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  • I suppose it was a bit of a shock to see her crawling for the bus like that. The doors closed and it roared away from the stop.
    Standing up from the rain soaked pavement, Mary dusted off her knees and watched her filthy carriage vanish out of view.
    "Good grief! What will become of me now?" Mary questioned rather furiously. She knew that the buses only turned up once a decade around these parts. They were scheduled to turn up every seven minutes, but the local bus company didn't seem to care about sticking to their advertised planning.

    Mary knew that her life was on the line. Sullen brow, down-turned bottom lip, shaking like a leaf; she was quite a state. Gleefully, I sat watching her futile attempts to stay warm. Rubbing her hands, jogging on the spot, and shivering were her main chill prevention methods.
    I quickly called my wife, Doreen, and told her to throw some popcorn in the microwave. Sadly, she said that we were out of popcorn and we had never owned a microwave. This was upsetting to say the least. She did, however, agree to drive to the local store to purchase the items.

    As my wife's saloon car pulled out of the driveway for the very last time, Mary tried to flag her down by throwing herself under the wheels. The rubber tyres splintered bones and pulverised vital organs, but failed to kill Mary who eventually dragged her sorry case back to the curb after my wife had driven away laughing.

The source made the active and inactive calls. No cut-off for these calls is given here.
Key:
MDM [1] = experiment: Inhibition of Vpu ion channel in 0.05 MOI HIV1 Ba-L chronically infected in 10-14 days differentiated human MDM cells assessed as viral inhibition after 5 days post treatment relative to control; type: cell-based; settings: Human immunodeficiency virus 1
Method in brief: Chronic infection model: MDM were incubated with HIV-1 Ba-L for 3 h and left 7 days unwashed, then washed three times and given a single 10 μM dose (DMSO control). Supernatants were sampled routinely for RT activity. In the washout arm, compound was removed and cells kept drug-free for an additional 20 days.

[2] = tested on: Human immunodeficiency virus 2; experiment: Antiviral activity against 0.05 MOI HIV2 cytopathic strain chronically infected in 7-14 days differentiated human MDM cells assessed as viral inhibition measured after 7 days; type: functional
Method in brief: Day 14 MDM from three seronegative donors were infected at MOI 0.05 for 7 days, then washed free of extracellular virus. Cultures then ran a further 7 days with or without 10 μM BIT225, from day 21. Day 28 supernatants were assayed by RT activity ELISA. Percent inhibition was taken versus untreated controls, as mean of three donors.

I swiftly fetched my top-hat and monocle, from the wardrobe and dressing table respectively, before I marched across the street to assist Mary. After propping her delicate frame onto the bus stop bench, I bent down to one knee and asked for her hand in marriage. She agreed, possibly out of desperation given her unfortunate condition, and later that evening we were on our way to sunny Uruguay for we would be married on that very Christmas morning.

    Forever, I will remember our wedding night with a warm fondness. Mary sat on the roof of our hotel and we both agreed to jump. Hand in hand, we looked down at the busy street below and sobbed a collective sob. As my new bride jumped, I let go of her hand and laughed heartedly as she splatted on the pavement below. A congregation of local Uruguayan folk circled around her; nodding somewhat understandingly. They were most overjoyed at the spectacle they had witnessed on that festive evening.

    As was I.
    Perhaps the bus service back home in Cardiff will take note of this tragedy and sort themselves out.
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